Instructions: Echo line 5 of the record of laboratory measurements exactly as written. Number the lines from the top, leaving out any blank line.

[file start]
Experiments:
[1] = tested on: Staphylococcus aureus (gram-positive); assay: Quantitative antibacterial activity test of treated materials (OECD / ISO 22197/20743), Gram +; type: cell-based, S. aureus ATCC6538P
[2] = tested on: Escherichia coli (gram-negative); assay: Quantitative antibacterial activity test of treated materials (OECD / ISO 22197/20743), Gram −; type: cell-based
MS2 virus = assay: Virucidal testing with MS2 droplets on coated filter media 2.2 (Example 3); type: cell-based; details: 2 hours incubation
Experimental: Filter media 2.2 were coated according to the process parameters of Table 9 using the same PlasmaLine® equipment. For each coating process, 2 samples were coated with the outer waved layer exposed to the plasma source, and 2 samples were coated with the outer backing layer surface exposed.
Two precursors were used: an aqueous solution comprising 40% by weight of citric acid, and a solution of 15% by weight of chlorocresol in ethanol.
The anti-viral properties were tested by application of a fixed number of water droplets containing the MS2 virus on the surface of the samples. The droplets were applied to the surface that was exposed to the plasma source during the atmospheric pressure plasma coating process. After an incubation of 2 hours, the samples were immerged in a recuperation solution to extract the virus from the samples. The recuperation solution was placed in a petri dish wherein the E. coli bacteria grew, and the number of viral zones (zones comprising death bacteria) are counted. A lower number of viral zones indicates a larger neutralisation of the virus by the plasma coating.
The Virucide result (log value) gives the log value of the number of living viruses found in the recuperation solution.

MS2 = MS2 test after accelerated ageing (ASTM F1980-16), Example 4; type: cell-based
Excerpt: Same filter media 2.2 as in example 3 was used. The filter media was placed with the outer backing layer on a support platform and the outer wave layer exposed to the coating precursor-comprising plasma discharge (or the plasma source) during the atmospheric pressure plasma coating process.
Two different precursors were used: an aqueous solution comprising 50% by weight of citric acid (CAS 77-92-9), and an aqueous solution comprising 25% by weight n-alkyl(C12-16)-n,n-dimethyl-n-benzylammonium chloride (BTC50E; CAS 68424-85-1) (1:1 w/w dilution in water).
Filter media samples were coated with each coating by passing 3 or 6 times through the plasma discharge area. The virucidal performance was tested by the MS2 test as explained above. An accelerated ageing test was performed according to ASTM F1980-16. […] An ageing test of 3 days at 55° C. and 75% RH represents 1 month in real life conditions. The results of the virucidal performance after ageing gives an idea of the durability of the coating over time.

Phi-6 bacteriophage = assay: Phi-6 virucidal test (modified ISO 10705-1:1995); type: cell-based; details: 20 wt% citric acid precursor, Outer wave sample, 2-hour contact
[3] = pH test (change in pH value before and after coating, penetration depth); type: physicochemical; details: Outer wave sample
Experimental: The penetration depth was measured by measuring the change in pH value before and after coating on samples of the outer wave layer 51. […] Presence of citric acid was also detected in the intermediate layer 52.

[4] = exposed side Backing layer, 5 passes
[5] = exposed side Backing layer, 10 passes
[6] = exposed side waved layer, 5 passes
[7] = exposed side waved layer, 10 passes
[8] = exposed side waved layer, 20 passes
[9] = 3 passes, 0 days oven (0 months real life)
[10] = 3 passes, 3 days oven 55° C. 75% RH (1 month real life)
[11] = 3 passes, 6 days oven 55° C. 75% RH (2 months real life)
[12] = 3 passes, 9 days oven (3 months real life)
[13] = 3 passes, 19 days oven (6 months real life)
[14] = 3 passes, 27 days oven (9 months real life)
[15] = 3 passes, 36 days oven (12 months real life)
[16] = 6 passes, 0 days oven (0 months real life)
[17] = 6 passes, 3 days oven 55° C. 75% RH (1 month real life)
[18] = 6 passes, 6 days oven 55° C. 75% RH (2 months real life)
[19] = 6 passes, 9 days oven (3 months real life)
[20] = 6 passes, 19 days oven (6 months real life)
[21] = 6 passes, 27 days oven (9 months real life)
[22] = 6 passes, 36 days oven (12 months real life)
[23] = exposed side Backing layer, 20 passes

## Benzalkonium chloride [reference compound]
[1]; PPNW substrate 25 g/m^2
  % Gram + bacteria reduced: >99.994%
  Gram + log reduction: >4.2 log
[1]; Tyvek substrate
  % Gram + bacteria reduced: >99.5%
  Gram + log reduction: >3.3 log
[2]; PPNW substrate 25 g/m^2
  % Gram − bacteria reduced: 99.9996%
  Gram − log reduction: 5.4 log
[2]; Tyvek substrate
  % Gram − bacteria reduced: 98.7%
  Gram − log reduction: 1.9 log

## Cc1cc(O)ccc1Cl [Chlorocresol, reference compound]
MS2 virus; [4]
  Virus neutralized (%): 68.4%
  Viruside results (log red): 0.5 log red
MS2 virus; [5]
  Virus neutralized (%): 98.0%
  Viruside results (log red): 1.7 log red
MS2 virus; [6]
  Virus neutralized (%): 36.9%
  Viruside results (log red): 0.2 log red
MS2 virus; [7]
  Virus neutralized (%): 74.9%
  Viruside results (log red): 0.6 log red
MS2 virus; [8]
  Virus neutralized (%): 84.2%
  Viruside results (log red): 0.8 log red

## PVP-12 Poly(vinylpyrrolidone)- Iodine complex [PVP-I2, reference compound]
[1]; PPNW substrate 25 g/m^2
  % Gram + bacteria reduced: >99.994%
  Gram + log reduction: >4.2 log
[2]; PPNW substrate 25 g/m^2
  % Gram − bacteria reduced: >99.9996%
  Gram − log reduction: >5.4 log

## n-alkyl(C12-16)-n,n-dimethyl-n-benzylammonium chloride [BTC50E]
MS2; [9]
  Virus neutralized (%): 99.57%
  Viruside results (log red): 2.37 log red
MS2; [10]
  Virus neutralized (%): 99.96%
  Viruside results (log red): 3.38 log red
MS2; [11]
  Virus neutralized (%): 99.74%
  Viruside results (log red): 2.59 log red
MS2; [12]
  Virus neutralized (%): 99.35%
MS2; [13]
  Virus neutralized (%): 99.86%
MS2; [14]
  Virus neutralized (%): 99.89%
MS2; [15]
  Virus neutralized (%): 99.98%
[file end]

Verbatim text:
Experimental: Filter media 2.2 were coated according to the process parameters of Table 9 using the same PlasmaLine® equipment. For each coating process, 2 samples were coated with the outer waved layer exposed to the plasma source, and 2 samples were coated with the outer backing layer surface exposed.